If you think your car is leaking oil when parked, you need to investigate the cause. An oil leak is serious and needs immediate attention.
By the end of this article, you will know:
- The steps to take in such a situation
- How to ascertain that your car is leaking oil.
- Ways to prevent a future oil leak.
- The answers to some frequently asked questions about oil leaks
Signs That Your Car May Be Leaking Oil
There are several signs that your car may be leaking oil. If you notice any of the following, either when parked or while driving along, you may want to consider the possibility of an oil leak.
Blue Smoke Coming from Your Exhaust Pipe
Both an external and internal oil leak will cause blue smoke to come from your exhaust. As the engine gets hot whilst the car is running, an oil drip onto the engine will cause the dark blue smoke which you may see from your exhaust.
The Smell of Burning Oil
You may catch a whiff of the smell of burning oil after parking your car. This may mean that oil has leaked or is leaking onto the hot engine. You should pull over immediately and leave your car if you ever notice a burning smell while driving.
The vehicle’s engine can overheat because of an oil leak, especially if the oil is low. Engines need oil for their parts to stay lubricated while running. A lack of oil will cause the engine will start overheating when there is inadequate lubrication.
Car Leaking Oil When Parked after an Oil Change
A problem with a recent oil change can bring about leakage. It could be that the oil filter might not have been properly put back in place, or it may be damaged. Another possibility is a loose or broken oil filler cap. Also, the drain plugs or gaskets might have been left loose or over-tightened or you may have a problem with your rear main seal.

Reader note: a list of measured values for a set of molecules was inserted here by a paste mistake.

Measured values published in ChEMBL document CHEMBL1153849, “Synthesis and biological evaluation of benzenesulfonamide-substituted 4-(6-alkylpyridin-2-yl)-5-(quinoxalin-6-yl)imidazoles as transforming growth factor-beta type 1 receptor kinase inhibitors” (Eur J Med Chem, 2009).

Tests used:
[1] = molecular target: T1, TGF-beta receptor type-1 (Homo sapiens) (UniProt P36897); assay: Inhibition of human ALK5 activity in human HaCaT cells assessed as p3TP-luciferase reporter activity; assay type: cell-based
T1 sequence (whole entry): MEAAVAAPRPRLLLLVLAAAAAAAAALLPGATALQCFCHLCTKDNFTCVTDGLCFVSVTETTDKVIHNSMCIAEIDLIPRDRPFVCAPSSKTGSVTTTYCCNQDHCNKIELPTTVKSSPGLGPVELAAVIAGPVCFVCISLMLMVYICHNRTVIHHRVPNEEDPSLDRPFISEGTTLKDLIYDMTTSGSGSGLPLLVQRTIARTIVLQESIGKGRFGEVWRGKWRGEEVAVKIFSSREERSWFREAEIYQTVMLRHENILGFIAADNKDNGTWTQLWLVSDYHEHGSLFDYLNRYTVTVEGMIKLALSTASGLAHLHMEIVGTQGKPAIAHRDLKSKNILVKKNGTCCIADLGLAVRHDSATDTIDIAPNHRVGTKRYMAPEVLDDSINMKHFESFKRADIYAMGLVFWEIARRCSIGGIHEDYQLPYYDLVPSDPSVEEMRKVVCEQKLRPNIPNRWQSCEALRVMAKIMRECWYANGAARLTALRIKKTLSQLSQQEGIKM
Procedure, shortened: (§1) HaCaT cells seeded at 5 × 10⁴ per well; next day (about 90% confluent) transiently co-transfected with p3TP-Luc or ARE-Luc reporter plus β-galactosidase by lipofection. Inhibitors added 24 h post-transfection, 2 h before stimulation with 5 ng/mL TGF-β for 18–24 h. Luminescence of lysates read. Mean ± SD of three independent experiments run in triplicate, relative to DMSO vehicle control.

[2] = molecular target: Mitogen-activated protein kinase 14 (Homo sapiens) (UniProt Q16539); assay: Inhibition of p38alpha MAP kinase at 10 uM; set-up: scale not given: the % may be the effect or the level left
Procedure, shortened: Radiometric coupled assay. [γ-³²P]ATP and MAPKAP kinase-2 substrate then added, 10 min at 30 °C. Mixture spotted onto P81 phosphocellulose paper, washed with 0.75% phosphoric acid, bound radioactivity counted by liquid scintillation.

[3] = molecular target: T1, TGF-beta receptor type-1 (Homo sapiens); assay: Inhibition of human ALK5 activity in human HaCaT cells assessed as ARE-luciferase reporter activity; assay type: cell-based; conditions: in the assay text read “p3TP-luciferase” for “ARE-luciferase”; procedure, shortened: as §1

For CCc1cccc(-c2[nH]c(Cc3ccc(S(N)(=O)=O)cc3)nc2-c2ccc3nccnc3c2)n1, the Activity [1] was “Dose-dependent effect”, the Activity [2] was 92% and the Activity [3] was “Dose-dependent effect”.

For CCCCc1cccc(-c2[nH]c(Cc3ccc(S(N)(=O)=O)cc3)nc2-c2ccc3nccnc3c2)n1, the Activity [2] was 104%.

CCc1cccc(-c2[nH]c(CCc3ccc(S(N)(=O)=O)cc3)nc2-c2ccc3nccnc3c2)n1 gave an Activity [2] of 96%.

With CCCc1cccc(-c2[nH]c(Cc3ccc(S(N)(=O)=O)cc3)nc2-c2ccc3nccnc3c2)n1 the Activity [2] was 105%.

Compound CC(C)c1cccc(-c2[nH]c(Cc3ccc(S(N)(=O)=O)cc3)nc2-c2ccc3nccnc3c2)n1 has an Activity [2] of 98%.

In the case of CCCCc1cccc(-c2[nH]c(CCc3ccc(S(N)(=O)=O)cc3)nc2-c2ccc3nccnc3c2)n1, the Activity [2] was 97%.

A leak may be a sign that your car needs to undergo an oil change. The vehicle may have shielding underneath that stops the oil from dripping onto the ground by containing it. You won't be able to see the oil dripping, and this can hide a major oil leak. A low oil level indicator may be a warning signal for such vehicles.
An oil-stained engine should be examined for leakages. Your car's fluids should be inspected periodically by a mechanic. Sometimes, there can be more than one source of leaking fluid.
If you think it is time for a mechanic to inspect your vehicle for oil leaks, you can compare prices at your local garages with BookMyGarage.com. Just enter your registration plate and postcode, and we’ll show you the best prices closest to you, so you can start saving money on your oil change today.
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Is Your Car Leaking Oil or Another Type of Fluid?
If you suspect that your car is leaking oil, you will need to rule out the possibility that the fluid is something else. Since your car uses many different types of fluids and lubrications, confusing one for oil could be an easy mistake.
The simplest method you can use to check whether your car is leaking oil when parked is to inspect the colour of the fluid.
- Black or Light Brown: This is usually engine oil.
- Clear: This is most likely water draining from your vehicle’s air conditioner system.
- Red or Brown with a Reddish Tint: It is typically transmission fluid or power steering fluid.
- Transparent Yellow or Brown: This is most likely brake fluid.
- Bright Green, Blue, Pink, or Orange: It is most likely coolant.
Note that coolant has a sweet smell that makes it easier to recognize.
What Happened to My Car to Cause an Oil Leak?
There are several reasons why your car may begin to leak oil. Here are a few common culprits:
Degraded Engine Gaskets
Engine gasket degradation can occur because of the heat generated from driving. The temperatures of the engine block and the head rise when you stop your vehicle. This makes the metal parts stretch, resulting in increased pressure on the gaskets.